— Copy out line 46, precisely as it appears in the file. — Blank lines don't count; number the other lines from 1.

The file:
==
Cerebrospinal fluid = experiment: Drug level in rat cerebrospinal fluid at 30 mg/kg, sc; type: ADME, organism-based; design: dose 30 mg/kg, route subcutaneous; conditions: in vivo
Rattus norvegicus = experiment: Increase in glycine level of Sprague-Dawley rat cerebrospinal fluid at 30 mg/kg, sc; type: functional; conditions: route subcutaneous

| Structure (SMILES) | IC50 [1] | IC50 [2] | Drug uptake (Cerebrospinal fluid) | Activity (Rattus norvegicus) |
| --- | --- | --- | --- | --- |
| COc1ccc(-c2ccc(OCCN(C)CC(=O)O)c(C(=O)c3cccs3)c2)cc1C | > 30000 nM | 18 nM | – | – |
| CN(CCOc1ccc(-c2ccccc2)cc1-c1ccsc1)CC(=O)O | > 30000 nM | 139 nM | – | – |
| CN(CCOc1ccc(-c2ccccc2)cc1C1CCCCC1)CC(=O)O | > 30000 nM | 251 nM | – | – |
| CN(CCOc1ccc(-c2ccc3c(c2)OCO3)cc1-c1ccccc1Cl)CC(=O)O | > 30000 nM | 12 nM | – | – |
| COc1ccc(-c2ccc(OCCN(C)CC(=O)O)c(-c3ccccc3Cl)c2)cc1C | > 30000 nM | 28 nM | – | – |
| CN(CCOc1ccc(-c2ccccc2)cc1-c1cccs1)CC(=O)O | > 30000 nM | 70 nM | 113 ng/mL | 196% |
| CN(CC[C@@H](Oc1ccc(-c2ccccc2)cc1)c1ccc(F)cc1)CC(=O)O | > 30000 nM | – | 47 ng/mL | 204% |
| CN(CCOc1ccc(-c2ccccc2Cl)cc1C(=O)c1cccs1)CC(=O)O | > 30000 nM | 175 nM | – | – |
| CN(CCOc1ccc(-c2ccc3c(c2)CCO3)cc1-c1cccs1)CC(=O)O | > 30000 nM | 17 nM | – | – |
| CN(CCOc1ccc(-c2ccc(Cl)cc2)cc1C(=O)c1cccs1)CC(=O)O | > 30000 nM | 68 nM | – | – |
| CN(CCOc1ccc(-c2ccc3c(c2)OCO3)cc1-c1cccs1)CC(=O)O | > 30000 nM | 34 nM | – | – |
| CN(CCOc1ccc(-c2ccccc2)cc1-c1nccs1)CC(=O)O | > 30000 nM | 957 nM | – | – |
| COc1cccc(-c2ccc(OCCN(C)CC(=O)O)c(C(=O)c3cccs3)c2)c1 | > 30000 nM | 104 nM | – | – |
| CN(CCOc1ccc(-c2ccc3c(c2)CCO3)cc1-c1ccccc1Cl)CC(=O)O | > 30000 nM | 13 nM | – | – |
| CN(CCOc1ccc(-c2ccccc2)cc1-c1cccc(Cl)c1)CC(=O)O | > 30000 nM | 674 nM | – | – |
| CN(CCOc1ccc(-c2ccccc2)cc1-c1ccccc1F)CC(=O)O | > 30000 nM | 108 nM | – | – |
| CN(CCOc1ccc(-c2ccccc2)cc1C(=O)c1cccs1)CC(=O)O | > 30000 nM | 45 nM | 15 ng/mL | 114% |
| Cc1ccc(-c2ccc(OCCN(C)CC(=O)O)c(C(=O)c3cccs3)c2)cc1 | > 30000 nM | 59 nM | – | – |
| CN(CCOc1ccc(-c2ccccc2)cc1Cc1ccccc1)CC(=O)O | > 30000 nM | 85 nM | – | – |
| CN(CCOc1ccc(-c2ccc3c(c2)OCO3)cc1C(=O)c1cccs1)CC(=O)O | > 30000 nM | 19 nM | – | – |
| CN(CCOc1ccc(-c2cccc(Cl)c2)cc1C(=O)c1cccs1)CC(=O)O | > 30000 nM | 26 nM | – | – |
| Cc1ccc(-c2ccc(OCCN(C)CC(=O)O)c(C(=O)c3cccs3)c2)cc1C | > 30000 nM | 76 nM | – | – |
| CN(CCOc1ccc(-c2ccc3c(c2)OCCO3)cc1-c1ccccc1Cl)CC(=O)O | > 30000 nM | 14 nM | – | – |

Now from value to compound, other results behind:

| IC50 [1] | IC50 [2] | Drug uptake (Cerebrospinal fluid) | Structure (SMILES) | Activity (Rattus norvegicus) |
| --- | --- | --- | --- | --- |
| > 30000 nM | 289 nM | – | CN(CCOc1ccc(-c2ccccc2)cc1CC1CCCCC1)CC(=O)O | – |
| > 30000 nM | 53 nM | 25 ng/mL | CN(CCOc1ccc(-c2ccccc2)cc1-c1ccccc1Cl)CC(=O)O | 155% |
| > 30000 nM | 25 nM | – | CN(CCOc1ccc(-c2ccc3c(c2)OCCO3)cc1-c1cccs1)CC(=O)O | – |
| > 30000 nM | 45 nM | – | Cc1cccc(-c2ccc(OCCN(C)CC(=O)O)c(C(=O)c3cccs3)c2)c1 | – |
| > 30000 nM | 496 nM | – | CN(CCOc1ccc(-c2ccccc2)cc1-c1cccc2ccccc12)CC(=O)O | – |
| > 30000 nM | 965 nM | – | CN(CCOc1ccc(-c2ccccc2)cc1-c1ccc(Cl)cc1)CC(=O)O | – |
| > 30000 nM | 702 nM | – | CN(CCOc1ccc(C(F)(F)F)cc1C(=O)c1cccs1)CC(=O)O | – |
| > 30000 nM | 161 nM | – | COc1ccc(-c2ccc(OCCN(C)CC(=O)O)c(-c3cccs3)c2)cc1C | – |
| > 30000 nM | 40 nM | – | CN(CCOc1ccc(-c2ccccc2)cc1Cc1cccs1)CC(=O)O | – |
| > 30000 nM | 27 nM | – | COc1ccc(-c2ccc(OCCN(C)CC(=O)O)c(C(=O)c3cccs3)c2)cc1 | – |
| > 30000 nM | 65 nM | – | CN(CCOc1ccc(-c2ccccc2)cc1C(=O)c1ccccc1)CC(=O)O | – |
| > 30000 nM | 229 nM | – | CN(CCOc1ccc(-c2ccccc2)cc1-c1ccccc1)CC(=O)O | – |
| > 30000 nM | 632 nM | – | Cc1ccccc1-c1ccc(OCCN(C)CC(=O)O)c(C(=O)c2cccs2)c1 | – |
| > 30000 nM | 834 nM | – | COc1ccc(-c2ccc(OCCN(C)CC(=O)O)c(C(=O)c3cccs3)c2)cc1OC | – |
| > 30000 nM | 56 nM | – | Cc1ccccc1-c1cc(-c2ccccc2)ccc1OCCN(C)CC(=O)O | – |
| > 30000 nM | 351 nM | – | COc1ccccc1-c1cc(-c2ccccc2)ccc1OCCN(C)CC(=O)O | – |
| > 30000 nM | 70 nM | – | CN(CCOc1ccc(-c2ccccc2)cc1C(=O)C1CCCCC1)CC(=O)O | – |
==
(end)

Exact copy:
| > 30000 nM | 351 nM | – | COc1ccccc1-c1cc(-c2ccccc2)ccc1OCCN(C)CC(=O)O | – |